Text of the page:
If you’ve read some of the pieces that have been posted online since the weekend’s WannaCry ransomware attack, you’d be forgiven for thinking paying up is akin to holding a whip round for Islamic State. The truth is, as ever, more nuanced. Even the security experts we’ve spoken to say it’s not necessarily daft.
The collective wisdom of the press is that you’re an idiot for paying a ransom. The harsh truth is you’re an idiot to be caught out in the first place, because a decent backup system would make a ransomware attack little more than an inconvenience.
But then we’re all idiots. How many of us have a foolproof backup system at home or at work? How many of us have seen the repeated Windows reminders to back up our data and have then spent the next half hour arguing about Jeremy Corbyn on Twitter instead? We’re an unreliable, hugely fallible bag of atoms, which is why attacks such as WannaCry enjoy an enormous, devastating success rate.
So it’s little wonder that when presented with the opportunity to rescue the sole copy of your daughter’s wedding photos, or your company’s accounts or some other piece of irreplaceable data, many decide to pay up.
Security experts say it sometimes boils down to cold, hard economics. Here’s award-winning security journalist Davey Winder:
@bigtechquestion Yes. If valuable data would be lost, if paying a ransom was far less costly than restoring systems any other way. It’s not black & white.
— Davey Winder (@happygeek) May 15, 2017
Even experts from the security firms, such as Trend Micro’s vice president of security research, Rik Ferguson, say it’s a viable last resort:
@bigtechquestion If they have no other option, it comes down to a risk management decision in the end. There is no right or wrong.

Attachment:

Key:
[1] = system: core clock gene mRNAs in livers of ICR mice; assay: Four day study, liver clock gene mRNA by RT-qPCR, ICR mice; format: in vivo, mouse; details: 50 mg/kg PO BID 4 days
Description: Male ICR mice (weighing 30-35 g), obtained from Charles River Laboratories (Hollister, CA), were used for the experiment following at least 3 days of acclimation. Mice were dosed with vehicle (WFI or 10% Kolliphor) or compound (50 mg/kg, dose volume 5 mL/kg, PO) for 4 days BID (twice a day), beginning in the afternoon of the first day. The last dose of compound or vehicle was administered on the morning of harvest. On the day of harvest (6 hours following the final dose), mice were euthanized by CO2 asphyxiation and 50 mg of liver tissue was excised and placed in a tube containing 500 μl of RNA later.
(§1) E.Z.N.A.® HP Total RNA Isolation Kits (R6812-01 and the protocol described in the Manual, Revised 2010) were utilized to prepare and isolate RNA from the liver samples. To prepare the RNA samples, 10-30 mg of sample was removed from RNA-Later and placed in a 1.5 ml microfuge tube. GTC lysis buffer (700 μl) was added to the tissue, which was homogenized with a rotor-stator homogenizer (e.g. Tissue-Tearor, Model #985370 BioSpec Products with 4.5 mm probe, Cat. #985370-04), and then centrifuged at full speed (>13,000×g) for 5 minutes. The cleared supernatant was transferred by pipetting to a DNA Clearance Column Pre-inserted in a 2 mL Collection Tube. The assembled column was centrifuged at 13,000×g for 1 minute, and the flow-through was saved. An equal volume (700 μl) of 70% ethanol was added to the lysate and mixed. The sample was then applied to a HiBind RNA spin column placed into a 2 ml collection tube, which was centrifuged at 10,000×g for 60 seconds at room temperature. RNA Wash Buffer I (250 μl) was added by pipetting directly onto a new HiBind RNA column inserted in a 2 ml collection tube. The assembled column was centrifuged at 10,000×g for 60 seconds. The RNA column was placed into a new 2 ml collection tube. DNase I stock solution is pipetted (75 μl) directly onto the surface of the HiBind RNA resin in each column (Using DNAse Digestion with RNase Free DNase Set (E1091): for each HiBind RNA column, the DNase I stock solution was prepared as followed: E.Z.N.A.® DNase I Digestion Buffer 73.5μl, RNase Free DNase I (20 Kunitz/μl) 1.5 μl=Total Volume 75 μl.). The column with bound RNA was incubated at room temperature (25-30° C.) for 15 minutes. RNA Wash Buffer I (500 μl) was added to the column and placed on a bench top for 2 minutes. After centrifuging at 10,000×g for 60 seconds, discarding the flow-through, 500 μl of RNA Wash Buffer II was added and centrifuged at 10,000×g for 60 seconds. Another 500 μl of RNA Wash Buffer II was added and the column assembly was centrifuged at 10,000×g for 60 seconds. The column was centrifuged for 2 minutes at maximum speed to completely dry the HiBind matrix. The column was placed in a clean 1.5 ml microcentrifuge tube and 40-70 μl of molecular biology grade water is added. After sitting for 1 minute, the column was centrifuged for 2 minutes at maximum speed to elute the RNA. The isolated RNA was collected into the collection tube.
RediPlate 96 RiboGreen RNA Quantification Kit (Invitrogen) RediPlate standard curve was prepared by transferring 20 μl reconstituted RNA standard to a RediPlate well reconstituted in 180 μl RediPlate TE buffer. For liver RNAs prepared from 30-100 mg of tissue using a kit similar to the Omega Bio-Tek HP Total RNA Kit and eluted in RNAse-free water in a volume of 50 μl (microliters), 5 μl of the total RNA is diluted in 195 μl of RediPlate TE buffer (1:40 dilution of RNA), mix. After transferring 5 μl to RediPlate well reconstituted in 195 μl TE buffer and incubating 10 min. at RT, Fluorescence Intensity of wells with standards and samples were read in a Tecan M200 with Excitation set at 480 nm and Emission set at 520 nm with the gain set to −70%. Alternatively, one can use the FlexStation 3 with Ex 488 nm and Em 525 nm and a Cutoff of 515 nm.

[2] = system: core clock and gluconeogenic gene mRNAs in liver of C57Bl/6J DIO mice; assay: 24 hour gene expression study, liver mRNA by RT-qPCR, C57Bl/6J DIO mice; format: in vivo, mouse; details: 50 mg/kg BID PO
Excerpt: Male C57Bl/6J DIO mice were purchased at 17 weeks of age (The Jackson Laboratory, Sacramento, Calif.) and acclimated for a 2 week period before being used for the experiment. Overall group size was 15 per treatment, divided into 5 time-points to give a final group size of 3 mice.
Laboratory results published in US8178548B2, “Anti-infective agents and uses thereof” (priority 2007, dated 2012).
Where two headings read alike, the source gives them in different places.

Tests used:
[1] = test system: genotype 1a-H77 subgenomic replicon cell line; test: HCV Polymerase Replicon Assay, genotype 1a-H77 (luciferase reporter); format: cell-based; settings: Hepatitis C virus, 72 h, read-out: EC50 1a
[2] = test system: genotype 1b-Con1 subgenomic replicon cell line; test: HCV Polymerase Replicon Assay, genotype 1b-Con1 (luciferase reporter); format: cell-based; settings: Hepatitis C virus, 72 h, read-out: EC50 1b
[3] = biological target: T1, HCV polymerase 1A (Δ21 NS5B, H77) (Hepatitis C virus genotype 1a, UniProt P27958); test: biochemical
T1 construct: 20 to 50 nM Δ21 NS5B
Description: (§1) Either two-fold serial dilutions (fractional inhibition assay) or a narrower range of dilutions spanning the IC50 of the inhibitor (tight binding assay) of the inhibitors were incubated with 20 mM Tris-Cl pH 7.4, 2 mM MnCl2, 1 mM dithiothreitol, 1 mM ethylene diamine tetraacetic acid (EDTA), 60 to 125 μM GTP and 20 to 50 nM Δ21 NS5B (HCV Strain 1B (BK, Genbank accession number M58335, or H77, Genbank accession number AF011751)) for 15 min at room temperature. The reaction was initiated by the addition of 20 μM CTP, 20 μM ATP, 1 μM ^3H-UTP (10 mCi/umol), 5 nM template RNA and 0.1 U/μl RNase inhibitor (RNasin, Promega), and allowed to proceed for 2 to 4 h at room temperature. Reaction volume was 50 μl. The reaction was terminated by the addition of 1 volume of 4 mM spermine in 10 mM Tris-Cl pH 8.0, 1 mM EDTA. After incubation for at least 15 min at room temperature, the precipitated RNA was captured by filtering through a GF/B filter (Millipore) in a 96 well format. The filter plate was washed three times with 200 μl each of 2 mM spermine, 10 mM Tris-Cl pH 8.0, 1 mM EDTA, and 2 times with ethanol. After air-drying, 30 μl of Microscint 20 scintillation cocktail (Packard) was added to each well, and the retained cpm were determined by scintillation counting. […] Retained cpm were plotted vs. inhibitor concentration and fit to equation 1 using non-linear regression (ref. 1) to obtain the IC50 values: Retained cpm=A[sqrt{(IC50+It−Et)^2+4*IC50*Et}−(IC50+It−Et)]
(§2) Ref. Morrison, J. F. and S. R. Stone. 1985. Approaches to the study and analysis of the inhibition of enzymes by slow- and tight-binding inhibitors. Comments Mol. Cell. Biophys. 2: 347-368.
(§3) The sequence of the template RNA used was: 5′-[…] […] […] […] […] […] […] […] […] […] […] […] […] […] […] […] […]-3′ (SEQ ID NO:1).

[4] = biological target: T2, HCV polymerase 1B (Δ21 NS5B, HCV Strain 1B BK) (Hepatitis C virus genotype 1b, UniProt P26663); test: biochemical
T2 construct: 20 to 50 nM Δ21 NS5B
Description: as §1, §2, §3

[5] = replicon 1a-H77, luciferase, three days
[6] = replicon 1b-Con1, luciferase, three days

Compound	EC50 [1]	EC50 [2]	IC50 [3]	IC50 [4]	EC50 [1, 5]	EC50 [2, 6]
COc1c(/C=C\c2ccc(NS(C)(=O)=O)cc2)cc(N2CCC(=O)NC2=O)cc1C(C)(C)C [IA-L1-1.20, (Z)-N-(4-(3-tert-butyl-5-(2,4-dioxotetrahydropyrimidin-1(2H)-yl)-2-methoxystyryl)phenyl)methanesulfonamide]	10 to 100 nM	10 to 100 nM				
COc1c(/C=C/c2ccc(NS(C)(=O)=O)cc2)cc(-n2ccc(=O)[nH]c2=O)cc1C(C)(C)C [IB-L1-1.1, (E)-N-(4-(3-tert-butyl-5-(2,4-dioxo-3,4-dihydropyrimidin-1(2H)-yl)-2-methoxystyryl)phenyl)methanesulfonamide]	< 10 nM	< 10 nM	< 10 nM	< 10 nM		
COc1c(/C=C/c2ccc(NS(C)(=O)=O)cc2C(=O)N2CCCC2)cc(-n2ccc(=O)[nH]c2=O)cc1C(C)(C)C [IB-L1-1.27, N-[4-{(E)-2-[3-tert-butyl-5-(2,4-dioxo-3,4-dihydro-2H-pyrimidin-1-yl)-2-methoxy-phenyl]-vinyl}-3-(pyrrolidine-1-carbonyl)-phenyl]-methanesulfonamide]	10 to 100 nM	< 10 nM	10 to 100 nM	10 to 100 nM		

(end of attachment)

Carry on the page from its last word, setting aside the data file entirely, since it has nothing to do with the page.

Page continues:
— Rik Ferguson (@rik_ferguson) May 15, 2017
Can you be certain that your data will be unscrambled if you do hand over the money? There are many reported cases of people’s PCs being freed once the ransom is paid. Indeed, the scam’s business model relies on it, because if it was common knowledge that paying the ransom never worked, nobody would bother stumping up the cash.
That said, you’d be wise to do your homework before blindly handing over the Bitcoins, especially if you are a WannaCry victim. Security firm Check Point have analysed the WannaCry code, and claims that “unlike its competitors in the ransomware market, WannaCry doesn’t seem to have a way of associating a payment to the person making it”.
“Most ransomware, such as Cerber, generate a unique ID and bitcoin wallet for each victim and thus know who to send the decryption keys to,” the company further explains. “WannaCry, on the other hand, only asks you to make a payment, and then… Wait.” In other words, it has no idea who’s handing over the ransom fee, making it highly unlikely you’re going to be rewarded for meeting the hijackers’ demands.
As Ferguson said, paying up is a gamble – an unpalatable deal with the devil. But you’re not necessarily an idiot for doing so. You’re something far worse: human.
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